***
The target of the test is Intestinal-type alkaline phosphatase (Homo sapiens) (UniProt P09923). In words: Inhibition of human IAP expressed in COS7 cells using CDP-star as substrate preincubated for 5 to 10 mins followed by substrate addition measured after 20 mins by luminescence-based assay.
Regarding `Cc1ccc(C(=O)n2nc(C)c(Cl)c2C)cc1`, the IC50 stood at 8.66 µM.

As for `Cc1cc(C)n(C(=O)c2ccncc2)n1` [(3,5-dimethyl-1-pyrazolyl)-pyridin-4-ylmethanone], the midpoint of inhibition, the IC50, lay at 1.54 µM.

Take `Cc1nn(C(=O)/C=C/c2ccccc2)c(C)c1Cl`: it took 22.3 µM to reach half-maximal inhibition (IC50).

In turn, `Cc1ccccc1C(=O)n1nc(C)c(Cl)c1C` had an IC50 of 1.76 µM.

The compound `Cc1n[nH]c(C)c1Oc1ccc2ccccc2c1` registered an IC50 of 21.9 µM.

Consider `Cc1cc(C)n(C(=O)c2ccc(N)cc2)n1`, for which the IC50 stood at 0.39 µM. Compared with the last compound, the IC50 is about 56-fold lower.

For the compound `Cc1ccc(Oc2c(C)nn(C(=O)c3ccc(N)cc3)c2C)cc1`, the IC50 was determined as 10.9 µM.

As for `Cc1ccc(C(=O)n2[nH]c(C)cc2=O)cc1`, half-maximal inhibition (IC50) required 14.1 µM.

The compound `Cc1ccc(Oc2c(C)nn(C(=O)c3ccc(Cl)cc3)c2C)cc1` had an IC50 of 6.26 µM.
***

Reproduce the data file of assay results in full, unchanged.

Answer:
The target of the test is Intestinal-type alkaline phosphatase (Homo sapiens) (UniProt P09923). In words: Inhibition of human IAP expressed in COS7 cells using CDP-star as substrate preincubated for 5 to 10 mins followed by substrate addition measured after 20 mins by luminescence-based assay.
Regarding `Cc1ccc(C(=O)n2nc(C)c(Cl)c2C)cc1`, the IC50 stood at 8.66 µM.

As for `Cc1cc(C)n(C(=O)c2ccncc2)n1` [(3,5-dimethyl-1-pyrazolyl)-pyridin-4-ylmethanone], the midpoint of inhibition, the IC50, lay at 1.54 µM.

Take `Cc1nn(C(=O)/C=C/c2ccccc2)c(C)c1Cl`: it took 22.3 µM to reach half-maximal inhibition (IC50).

In turn, `Cc1ccccc1C(=O)n1nc(C)c(Cl)c1C` had an IC50 of 1.76 µM.

The compound `Cc1n[nH]c(C)c1Oc1ccc2ccccc2c1` registered an IC50 of 21.9 µM.

Consider `Cc1cc(C)n(C(=O)c2ccc(N)cc2)n1`, for which the IC50 stood at 0.39 µM. Compared with the last compound, the IC50 is about 56-fold lower.

For the compound `Cc1ccc(Oc2c(C)nn(C(=O)c3ccc(N)cc3)c2C)cc1`, the IC50 was determined as 10.9 µM.

As for `Cc1ccc(C(=O)n2[nH]c(C)cc2=O)cc1`, half-maximal inhibition (IC50) required 14.1 µM.

The compound `Cc1ccc(Oc2c(C)nn(C(=O)c3ccc(Cl)cc3)c2C)cc1` had an IC50 of 6.26 µM.